I spent several days last week at and around the World Series Of Poker in Las Vegas. Some random observations:

I wasn’t happy to see that the WSOP no longer provides chip runners for the cash games, but understand the decision after hearing the explanation. When buying into a cash game, you used to be able to take a seat, pull out your cash, hand it to a WSOP employee in a red shirt with a name badge, and they would go to the cashier cage, buy your chips, and return them to you. This kept a game flowing and allowed players to not only make their initial purchase, but also re-buys, without having to leave the table. The chip runners also made some money because most of us tipped them a buck for their help.

Unfortunately, some unscrupulous people took advantage of the situation last year. Wearing similar outfits to the actual WSOP employees, they went to several cash game tables, collected the money from players, then simply left with it. It would be the equivalent of handing over the keys to your car at a valet parking spot, but the guy taking them wasn’t affiliated with the company at all.

Enough people must have been ripped off that the WSOP decided to end the chip runner program entirely. Now, cash game players must buy their own chips at the cage before sitting down at a table to play.

Speaking of ripoffs, among the vendors in the long hallway at the Rio that divides the tournament rooms (which all players must pass through at some point) was a company that continues to sell ion power bands. Those have been debunked numerous times and do nothing for your health or balance, yet gullible people still fall for them. It doesn’t hurt that the sales force is made up of attractive young women, who have no trouble getting attention from the mostly-young-male demographics of the WSOP. Still, shame on them for allowing such a scam to be sold on their premises.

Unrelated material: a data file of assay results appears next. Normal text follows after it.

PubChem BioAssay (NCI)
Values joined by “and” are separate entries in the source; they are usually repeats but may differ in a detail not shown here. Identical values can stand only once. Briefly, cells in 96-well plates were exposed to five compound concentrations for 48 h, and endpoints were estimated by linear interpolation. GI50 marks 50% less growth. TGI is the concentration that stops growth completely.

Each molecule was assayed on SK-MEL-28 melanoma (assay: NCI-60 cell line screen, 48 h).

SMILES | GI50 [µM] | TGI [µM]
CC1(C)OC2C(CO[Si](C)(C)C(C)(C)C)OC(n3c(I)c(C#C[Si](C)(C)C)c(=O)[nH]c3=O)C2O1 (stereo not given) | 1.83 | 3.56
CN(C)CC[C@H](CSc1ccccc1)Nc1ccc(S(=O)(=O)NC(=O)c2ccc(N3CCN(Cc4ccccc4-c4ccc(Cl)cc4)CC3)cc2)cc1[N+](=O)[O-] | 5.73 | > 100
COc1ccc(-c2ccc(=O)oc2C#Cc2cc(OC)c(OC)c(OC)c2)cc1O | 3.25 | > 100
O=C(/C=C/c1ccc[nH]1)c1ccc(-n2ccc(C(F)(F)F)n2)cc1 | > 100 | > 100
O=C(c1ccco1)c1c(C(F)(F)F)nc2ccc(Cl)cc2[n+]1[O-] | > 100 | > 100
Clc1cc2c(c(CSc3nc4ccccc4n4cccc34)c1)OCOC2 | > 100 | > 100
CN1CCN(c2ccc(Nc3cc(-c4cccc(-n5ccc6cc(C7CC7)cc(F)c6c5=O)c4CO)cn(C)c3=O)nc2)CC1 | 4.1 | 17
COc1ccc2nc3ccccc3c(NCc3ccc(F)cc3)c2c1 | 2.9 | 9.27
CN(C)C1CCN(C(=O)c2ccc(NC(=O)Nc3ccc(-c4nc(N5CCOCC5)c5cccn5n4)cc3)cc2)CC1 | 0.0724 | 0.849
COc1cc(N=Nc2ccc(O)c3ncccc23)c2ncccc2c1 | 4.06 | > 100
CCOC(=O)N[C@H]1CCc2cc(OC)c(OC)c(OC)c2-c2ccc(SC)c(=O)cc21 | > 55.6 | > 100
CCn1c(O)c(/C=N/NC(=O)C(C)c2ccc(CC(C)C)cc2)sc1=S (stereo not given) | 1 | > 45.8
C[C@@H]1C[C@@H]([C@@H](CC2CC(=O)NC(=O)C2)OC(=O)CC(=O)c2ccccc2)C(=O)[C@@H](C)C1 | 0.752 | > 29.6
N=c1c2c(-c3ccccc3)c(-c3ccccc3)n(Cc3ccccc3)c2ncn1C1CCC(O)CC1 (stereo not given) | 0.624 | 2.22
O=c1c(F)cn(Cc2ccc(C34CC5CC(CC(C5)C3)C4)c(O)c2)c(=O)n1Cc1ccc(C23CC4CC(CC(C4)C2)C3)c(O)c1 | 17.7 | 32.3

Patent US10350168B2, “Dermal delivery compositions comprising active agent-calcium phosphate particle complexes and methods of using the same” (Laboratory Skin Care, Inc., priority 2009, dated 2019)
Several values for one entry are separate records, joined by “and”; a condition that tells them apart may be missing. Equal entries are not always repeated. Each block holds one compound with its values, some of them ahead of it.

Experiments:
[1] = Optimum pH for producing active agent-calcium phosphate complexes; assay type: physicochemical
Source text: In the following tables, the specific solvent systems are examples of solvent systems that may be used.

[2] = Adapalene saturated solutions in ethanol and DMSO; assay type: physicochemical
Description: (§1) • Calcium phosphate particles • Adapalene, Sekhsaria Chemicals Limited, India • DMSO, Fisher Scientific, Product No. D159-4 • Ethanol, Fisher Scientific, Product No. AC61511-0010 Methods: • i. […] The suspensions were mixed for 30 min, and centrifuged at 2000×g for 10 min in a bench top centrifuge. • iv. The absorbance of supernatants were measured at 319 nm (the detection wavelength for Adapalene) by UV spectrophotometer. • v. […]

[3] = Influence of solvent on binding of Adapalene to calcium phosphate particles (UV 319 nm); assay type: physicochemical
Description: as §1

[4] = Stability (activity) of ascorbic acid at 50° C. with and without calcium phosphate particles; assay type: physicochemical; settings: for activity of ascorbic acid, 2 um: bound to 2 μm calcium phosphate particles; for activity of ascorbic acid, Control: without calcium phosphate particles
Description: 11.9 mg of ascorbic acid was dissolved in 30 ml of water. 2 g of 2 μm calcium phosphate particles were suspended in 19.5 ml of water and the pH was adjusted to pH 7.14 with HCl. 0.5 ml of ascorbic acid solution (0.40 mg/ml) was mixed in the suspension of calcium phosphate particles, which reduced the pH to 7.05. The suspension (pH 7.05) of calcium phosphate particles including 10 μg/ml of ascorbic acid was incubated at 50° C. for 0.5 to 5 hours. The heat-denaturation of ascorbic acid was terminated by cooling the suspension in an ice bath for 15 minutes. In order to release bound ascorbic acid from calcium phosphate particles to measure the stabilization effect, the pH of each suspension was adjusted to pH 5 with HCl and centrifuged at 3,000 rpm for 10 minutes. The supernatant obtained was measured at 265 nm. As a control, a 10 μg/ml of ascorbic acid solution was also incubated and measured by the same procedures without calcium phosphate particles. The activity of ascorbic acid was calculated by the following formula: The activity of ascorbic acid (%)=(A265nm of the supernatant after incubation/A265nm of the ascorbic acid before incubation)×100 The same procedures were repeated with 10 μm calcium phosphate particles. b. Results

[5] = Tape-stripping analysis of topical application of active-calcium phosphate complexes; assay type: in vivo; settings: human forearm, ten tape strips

Each year that I attend the WSOP, I look forward to seeing one waiter running drinks in the Pavilion section where the cash games take place. His name is Hector, and he must work every day, 12 hours a day. He never has time to stop and talk because he’s so busy — and he understands that the more people he serves, the more tips he collects — but I always make a point of saying hello and getting a bottle of water from him. To Hector’s credit, he never hits the floor without a tray full of water bottles, because he knows that each one he hands out means another dollar in his pocket.

But don’t ask Hector for a napkin. He doesn’t have any, and neither do any of the other waiters or waitresses, because the WSOP doesn’t allow them on the tables. I’m sure the thinking is that cards and/or chips can get lost (or hidden) under the little paper squares — but there’s no such rule at Bellagio or The Wynn, and I’ve never heard of a problem at either of those properties. However, like the chip runner ripoff, the WSOP must have applied the no-napkin rule because it did have issues in the past.

One last item: the ban on Uber and Lyft drivers picking up and dropping off at McCarran Airport has been lifted. Apparently, the ride-sharing companies wrote a big check to whoever needed to be convinced (i.e. bribed) to allow them to service fliers. After learning this, I took a Lyft to the airport as I was leaving town, and it was much cheaper than a regular Vegas cab (as was the case anywhere else I went, on or off the strip). That driver told me that the Uber/Lyft pickup area at McCarran is a little bit hard to find, which is deterring some passengers from using the services, but I’m determined to find it next time I’m there. I’ve never had a bad experience with drivers from either company, and they’ve always been less expensive than taxis.